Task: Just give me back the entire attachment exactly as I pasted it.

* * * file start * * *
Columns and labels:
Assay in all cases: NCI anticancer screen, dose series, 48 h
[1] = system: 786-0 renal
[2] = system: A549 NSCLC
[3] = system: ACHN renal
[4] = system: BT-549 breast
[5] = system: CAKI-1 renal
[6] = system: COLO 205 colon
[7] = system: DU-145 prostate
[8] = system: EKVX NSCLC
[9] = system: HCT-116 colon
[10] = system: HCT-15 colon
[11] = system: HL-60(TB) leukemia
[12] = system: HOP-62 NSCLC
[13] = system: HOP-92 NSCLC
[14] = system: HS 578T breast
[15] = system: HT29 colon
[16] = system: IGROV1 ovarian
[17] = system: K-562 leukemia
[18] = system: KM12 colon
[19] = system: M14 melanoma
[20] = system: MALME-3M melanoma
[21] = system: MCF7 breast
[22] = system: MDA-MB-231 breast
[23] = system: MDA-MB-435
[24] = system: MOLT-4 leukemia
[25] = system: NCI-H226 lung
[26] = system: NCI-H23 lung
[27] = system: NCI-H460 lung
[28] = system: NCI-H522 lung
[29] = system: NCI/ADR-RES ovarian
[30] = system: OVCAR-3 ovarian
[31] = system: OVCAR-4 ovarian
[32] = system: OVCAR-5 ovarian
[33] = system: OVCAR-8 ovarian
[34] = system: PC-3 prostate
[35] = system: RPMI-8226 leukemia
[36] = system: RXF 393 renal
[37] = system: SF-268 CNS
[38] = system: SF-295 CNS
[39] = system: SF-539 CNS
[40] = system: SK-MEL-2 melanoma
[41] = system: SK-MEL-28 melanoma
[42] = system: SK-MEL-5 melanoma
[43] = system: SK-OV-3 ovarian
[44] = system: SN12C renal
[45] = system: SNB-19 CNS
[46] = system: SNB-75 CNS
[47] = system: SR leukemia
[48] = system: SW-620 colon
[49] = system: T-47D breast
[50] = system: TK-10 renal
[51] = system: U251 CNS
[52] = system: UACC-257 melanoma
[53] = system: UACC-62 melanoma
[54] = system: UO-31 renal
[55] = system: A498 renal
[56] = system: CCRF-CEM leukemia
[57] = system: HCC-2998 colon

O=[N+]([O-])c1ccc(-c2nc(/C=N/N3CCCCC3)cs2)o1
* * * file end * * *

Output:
Columns and labels:
Assay in all cases: NCI anticancer screen, dose series, 48 h
[1] = system: 786-0 renal
[2] = system: A549 NSCLC
[3] = system: ACHN renal
[4] = system: BT-549 breast
[5] = system: CAKI-1 renal
[6] = system: COLO 205 colon
[7] = system: DU-145 prostate
[8] = system: EKVX NSCLC
[9] = system: HCT-116 colon
[10] = system: HCT-15 colon
[11] = system: HL-60(TB) leukemia
[12] = system: HOP-62 NSCLC
[13] = system: HOP-92 NSCLC
[14] = system: HS 578T breast
[15] = system: HT29 colon
[16] = system: IGROV1 ovarian
[17] = system: K-562 leukemia
[18] = system: KM12 colon
[19] = system: M14 melanoma
[20] = system: MALME-3M melanoma
[21] = system: MCF7 breast
[22] = system: MDA-MB-231 breast
[23] = system: MDA-MB-435
[24] = system: MOLT-4 leukemia
[25] = system: NCI-H226 lung
[26] = system: NCI-H23 lung
[27] = system: NCI-H460 lung
[28] = system: NCI-H522 lung
[29] = system: NCI/ADR-RES ovarian
[30] = system: OVCAR-3 ovarian
[31] = system: OVCAR-4 ovarian
[32] = system: OVCAR-5 ovarian
[33] = system: OVCAR-8 ovarian
[34] = system: PC-3 prostate
[35] = system: RPMI-8226 leukemia
[36] = system: RXF 393 renal
[37] = system: SF-268 CNS
[38] = system: SF-295 CNS
[39] = system: SF-539 CNS
[40] = system: SK-MEL-2 melanoma
[41] = system: SK-MEL-28 melanoma
[42] = system: SK-MEL-5 melanoma
[43] = system: SK-OV-3 ovarian
[44] = system: SN12C renal
[45] = system: SNB-19 CNS
[46] = system: SNB-75 CNS
[47] = system: SR leukemia
[48] = system: SW-620 colon
[49] = system: T-47D breast
[50] = system: TK-10 renal
[51] = system: U251 CNS
[52] = system: UACC-257 melanoma
[53] = system: UACC-62 melanoma
[54] = system: UO-31 renal
[55] = system: A498 renal
[56] = system: CCRF-CEM leukemia
[57] = system: HCC-2998 colon

O=[N+]([O-])c1ccc(-c2nc(/C=N/N3CCCCC3)cs2)o1